Like every business owner, I was a customer at my own business. It was a form of quality control (plus the fact that I actually needed the service). When we first started out, I was ecstatic. We were really doing something different (flat-rate subscription laundry, a first in Kuwait), and we were good at it. We started the laundry shop with brand new equipment. We also hired, what we thought at the time, were the best laundry attendants.
We were brimming with belief.
Fast forward a couple of months later, and things started falling apart. Not in the uniqueness of our service (we were on point with our scheduled deliveries and we maintained the flat-rate model), but we started to stumble in the quality of our actual washing.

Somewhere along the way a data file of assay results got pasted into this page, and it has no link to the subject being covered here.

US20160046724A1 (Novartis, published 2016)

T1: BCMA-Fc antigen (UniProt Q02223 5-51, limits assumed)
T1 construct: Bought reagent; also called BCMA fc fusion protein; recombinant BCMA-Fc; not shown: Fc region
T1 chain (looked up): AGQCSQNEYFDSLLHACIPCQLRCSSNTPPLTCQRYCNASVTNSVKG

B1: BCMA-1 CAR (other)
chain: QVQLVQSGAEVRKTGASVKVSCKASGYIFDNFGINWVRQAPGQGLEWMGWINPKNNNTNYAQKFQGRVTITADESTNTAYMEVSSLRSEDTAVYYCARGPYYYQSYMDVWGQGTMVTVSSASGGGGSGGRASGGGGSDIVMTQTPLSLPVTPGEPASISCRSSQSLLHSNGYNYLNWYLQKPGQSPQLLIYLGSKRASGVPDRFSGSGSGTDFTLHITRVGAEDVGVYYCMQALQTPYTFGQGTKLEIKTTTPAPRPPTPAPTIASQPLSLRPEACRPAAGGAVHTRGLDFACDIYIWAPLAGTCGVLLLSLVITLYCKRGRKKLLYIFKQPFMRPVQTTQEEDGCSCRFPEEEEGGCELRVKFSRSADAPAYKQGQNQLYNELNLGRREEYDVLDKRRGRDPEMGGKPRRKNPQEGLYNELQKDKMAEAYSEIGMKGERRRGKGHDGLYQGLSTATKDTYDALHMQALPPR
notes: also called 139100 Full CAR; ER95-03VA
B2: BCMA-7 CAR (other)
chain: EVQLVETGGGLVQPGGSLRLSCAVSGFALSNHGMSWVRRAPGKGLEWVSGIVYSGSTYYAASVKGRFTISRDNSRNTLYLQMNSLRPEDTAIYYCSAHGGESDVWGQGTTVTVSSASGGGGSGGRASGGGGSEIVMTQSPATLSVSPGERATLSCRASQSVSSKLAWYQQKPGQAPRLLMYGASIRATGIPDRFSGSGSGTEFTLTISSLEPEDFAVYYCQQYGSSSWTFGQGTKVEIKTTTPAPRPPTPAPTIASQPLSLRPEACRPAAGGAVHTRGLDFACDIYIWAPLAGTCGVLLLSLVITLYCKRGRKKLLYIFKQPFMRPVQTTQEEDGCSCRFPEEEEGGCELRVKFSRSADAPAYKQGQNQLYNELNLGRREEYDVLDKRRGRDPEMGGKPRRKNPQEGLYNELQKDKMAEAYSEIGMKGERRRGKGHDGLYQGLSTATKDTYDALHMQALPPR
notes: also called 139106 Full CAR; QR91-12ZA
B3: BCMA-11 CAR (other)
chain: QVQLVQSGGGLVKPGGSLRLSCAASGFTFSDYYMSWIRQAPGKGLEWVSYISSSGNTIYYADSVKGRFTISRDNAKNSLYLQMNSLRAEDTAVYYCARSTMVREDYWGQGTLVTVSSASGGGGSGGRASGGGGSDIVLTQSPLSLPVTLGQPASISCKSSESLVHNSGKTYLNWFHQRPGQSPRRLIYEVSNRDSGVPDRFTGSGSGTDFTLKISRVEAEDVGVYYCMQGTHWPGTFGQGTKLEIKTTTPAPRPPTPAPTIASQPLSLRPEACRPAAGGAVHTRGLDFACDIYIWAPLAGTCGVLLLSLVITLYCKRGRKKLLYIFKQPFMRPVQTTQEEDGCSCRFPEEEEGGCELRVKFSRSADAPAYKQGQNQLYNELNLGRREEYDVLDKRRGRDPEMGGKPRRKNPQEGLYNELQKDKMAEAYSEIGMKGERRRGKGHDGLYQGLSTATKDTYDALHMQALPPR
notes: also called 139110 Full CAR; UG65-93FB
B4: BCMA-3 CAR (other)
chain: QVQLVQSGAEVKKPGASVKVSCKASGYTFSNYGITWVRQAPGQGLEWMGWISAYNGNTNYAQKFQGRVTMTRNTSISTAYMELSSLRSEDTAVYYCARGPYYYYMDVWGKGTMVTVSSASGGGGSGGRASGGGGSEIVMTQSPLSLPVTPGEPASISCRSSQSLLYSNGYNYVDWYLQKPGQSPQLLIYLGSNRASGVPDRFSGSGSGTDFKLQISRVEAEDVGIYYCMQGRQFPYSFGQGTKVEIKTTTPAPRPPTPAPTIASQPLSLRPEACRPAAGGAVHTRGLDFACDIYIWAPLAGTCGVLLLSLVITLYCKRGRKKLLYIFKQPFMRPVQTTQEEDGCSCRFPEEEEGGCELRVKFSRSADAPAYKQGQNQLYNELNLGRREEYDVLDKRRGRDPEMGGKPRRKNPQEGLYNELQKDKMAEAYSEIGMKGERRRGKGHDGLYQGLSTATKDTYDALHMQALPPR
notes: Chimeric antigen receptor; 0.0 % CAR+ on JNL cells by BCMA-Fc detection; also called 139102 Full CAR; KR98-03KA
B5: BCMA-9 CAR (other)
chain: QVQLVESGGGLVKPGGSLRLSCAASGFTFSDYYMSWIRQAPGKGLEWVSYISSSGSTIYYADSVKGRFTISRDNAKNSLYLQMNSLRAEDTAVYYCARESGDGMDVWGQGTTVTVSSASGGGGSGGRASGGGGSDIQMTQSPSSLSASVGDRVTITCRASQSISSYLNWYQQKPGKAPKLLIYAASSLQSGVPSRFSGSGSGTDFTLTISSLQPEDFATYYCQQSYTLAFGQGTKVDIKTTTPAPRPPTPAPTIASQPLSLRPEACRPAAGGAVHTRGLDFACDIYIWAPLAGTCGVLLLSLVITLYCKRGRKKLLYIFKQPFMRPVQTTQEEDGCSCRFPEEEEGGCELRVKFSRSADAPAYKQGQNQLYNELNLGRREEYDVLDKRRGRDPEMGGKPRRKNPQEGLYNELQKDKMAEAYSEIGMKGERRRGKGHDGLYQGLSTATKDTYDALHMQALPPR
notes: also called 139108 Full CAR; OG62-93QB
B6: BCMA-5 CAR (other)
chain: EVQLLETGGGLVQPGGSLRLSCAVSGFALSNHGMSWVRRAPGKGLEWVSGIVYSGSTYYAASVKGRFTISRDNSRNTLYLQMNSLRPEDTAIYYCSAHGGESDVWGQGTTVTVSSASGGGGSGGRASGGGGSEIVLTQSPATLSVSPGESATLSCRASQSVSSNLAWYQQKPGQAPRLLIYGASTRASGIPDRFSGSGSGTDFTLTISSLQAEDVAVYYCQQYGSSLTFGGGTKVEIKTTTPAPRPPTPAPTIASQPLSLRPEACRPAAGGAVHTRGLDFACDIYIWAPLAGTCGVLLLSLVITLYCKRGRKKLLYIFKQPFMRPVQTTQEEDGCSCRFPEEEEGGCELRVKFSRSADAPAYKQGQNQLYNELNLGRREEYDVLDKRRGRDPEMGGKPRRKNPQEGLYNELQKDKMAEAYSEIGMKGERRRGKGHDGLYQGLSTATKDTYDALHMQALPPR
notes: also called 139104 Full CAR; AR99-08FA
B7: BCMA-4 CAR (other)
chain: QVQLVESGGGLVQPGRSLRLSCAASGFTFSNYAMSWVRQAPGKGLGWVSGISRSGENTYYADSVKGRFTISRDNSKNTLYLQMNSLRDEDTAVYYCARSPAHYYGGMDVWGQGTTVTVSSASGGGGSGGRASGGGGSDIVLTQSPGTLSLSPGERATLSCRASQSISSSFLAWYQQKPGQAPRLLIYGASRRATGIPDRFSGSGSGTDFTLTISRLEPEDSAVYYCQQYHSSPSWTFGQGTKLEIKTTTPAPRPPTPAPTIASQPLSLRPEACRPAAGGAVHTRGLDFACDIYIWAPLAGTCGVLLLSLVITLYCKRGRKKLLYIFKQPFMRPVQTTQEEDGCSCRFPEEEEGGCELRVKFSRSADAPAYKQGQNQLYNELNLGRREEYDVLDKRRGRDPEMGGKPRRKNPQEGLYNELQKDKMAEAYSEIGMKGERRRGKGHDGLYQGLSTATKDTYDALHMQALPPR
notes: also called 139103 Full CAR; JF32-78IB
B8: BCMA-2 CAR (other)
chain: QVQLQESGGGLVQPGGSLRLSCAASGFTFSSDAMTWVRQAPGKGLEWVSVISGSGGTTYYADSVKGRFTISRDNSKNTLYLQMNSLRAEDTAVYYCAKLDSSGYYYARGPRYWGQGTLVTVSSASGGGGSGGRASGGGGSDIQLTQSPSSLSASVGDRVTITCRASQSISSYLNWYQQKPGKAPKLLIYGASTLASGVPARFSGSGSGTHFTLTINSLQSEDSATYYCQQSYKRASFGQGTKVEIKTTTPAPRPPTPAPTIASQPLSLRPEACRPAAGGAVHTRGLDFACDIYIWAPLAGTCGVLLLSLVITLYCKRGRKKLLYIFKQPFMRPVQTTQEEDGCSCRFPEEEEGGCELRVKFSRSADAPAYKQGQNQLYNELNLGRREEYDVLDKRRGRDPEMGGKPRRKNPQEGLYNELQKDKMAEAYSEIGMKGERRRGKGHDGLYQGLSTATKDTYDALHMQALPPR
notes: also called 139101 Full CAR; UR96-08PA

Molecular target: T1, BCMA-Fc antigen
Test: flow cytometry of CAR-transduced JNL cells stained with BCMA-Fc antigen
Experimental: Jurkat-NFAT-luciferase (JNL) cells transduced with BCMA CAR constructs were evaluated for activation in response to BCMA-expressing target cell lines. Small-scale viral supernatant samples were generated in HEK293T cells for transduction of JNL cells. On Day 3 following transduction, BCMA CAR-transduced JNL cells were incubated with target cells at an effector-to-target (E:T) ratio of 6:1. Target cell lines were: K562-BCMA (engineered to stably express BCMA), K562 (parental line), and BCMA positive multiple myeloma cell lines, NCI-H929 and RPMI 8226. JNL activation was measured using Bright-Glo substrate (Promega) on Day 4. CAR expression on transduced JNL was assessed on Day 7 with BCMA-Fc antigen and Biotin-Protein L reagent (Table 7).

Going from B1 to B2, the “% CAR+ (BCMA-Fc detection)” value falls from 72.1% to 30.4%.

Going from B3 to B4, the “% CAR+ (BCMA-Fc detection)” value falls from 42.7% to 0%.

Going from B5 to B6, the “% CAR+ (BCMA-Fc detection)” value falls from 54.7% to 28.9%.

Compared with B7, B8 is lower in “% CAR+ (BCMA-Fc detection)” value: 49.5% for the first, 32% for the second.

As much as I hate to admit it, we were as good as average in terms of washing. We soon came to find out that the employees we had hired were not that highly qualified (talking about the laundry mafia in Kuwait would require an entire book to discuss). We were returning items that were not cleaned as well as should be, and we were starting to mix up people’s clothes. Yikes.
We had hit rock bottom.
Before we can tout our innovative service, we needed to make sure that our core activity – washing – was actually decent. We went back to square one, and overhauled the entire operation.
Looking back at that phase (we had exited Mirror Lake back in 2017), I realized how much belief played a role in all of this. In the times that we were sputtering and making errors, we weren’t selling with confidence. We weren’t selling with belief. And people noticed.
Belief is everything, and you can’t fake it. Before convincing your mom to sign up for your business or buy the product you just launched, you have to believe in what you’re selling. That it solves a problem. That it does the job pretty darn well.
I guess that’s why they say that the best type of marketing starts with a remarkable product.